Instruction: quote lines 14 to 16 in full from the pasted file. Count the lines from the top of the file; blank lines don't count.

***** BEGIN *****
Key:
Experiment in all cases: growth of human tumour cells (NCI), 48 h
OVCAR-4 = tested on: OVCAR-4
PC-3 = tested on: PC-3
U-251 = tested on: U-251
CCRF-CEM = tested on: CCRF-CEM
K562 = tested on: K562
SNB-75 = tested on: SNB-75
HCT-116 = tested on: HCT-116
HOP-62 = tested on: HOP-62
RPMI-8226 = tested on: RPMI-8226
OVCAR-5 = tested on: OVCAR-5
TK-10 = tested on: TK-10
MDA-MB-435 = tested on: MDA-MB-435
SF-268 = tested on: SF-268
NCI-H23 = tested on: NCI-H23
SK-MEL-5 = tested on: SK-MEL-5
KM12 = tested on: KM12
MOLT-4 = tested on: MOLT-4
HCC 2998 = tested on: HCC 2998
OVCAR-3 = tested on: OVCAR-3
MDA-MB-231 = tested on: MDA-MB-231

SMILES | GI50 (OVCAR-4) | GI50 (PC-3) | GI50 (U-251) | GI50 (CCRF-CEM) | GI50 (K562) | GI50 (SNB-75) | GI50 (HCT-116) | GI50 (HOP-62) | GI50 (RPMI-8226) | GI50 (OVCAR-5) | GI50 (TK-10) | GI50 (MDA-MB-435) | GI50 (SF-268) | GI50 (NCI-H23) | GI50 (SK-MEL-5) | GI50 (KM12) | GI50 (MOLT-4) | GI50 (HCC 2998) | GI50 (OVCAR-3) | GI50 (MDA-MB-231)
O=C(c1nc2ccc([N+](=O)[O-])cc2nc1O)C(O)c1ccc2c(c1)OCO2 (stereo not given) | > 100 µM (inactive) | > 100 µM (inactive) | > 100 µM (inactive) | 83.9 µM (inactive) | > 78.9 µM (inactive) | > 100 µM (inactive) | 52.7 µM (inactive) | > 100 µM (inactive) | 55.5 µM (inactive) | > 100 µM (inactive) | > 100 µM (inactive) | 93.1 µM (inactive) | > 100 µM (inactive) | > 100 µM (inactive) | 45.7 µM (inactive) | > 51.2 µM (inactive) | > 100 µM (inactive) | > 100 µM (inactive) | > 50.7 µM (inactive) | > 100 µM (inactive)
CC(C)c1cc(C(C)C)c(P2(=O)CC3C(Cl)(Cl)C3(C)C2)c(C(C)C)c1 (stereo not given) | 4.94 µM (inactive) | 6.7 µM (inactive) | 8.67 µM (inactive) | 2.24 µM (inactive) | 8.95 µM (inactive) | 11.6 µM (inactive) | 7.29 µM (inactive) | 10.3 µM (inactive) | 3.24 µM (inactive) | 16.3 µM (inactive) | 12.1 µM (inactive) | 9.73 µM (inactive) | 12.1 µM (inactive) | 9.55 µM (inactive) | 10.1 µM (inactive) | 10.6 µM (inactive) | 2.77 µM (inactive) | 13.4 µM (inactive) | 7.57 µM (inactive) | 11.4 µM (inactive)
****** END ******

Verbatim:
MDA-MB-435 = tested on: MDA-MB-435
SF-268 = tested on: SF-268
NCI-H23 = tested on: NCI-H23